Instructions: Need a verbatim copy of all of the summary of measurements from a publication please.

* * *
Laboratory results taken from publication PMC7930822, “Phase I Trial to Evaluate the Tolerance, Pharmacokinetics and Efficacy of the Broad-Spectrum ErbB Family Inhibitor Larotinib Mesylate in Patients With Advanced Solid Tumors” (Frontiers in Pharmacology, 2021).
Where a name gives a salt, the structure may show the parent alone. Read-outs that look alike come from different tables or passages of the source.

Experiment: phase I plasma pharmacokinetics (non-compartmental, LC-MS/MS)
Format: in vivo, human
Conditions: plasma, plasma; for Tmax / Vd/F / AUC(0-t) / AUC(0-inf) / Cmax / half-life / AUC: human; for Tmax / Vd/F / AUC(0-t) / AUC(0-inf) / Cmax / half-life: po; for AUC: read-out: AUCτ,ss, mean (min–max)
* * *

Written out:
Laboratory results taken from publication PMC7930822, “Phase I Trial to Evaluate the Tolerance, Pharmacokinetics and Efficacy of the Broad-Spectrum ErbB Family Inhibitor Larotinib Mesylate in Patients With Advanced Solid Tumors” (Frontiers in Pharmacology, 2021).
Where a name gives a salt, the structure may show the parent alone. Read-outs that look alike come from different tables or passages of the source.

Experiment: phase I plasma pharmacokinetics (non-compartmental, LC-MS/MS)
Format: in vivo, human
Conditions: plasma, plasma; for Tmax / Vd/F / AUC(0-t) / AUC(0-inf) / Cmax / half-life / AUC: human; for Tmax / Vd/F / AUC(0-t) / AUC(0-inf) / Cmax / half-life: po; for AUC: read-out: AUCτ,ss, mean (min–max)